StLJN Saturday Video Showcase: Grégoire Maret's harmonica jazz


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Harmonica players are rare in jazz. Many fans could recognize and name the late Jean “Toots" Thielemans (who also played guitar) and Howard Levy, who first earned fame playing harmonica and keyboards with Bela Fleck and the Flecktones (and St. Louis music fans in the know might tout our town's Sandy Weltman as deserving of being mentioned in the same company), but beyond that, not many harp players have been able to make a living over the years exclusively playing jazz.

Since the early 2000s, however, there's been another name added to that very short list, that of Grégoire Maret, a 41- year-old native of Switzerland who, along with guest vocalist Alicia Olatuja, will make his St. Louis debut as a bandleader with performances starting Wednesday, April 12 through Saturday, April 15 at Jazz at the Bistro.

Though he began doing recording sessions and gigs soon after moving to the USA to study music at NYC's New School, Maret first came to wide attention in 2005, touring with the Pat Metheny Group and performing on their Grammy-winning album The Way Up.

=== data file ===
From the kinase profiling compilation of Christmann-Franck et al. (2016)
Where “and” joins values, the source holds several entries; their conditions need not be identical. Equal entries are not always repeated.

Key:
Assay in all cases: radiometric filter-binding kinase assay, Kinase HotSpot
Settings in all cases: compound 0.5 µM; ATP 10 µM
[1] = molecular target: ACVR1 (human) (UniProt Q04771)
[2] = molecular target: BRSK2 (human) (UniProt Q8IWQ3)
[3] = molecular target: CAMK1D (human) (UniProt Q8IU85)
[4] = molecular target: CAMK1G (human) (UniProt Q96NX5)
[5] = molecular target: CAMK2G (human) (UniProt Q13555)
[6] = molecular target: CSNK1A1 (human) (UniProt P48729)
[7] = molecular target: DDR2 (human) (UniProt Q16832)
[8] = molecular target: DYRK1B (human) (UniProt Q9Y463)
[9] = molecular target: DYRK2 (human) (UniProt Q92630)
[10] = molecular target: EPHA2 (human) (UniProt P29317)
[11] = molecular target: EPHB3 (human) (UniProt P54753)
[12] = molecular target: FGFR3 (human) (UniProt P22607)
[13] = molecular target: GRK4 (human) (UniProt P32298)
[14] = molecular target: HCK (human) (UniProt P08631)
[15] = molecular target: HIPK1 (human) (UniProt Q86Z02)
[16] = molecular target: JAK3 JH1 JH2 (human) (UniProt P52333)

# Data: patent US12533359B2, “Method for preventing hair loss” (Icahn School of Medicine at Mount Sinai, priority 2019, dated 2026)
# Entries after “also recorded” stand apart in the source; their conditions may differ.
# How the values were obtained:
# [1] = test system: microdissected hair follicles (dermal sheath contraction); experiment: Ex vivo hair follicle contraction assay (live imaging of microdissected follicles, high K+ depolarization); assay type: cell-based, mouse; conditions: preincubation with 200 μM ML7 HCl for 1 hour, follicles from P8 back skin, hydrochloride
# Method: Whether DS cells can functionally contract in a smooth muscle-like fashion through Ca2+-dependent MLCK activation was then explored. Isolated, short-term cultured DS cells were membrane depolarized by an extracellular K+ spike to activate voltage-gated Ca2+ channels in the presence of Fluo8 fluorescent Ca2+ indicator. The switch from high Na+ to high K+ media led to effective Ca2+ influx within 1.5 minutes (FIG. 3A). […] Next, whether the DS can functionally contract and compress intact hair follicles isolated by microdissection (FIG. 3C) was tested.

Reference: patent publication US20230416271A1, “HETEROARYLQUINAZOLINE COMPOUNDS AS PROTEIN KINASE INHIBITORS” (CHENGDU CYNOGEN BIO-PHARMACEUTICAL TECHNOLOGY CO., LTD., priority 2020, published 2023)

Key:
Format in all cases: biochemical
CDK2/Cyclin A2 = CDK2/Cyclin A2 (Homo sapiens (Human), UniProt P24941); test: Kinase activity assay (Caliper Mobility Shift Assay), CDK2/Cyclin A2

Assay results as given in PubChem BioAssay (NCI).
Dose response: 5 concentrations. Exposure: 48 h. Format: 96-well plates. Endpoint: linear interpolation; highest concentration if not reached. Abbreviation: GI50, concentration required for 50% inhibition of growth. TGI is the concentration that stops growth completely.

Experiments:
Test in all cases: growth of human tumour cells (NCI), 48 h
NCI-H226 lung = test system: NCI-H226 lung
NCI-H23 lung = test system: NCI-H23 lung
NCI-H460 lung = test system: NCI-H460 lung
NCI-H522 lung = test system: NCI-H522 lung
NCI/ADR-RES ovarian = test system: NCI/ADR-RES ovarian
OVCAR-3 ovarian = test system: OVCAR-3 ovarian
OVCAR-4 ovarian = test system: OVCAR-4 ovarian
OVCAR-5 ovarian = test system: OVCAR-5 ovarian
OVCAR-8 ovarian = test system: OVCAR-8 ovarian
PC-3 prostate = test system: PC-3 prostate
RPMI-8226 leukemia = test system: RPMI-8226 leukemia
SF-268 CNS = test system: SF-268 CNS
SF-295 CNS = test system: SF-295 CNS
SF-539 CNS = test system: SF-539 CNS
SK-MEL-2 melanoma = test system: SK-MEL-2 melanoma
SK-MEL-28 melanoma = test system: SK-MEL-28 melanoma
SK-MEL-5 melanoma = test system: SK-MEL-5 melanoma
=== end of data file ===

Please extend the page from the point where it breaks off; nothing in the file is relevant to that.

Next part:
Maret subsequently toured and recorded with Herbie Hancock and Marcus Miller, made four albums with the late singer Jimmy Scott, and has played on numerous sessions in support of well-known musicians including George Benson, David Sanborn, Jeff “Tain" Watts, and many others. His first, eponymous solo album was released in 2012, with a follow-up, Wanted, coming out in 2016.

This post compiles a sampling of Maret's performances on video, starting with his complete set from the 2013 Lotos Jazz Festival in Poland, which you can see and hear in the first embedded window up above.

After the jump, there are three numbers from his show at the 2016 Montreux Jazz Festival- “The Gospel," “Beautiful Memories," and “God's Love"- all part of a production billed as “The Gospel According to Grégoire Maret."

The last two clips feature Maret in studio settings playing duets with bassist Robert Kubiszyn on “26th Of May" and “Why".

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This story appears courtesy of St. Louis Jazz Notes by Dean Minderman.
Copyright © 2020. All rights reserved.

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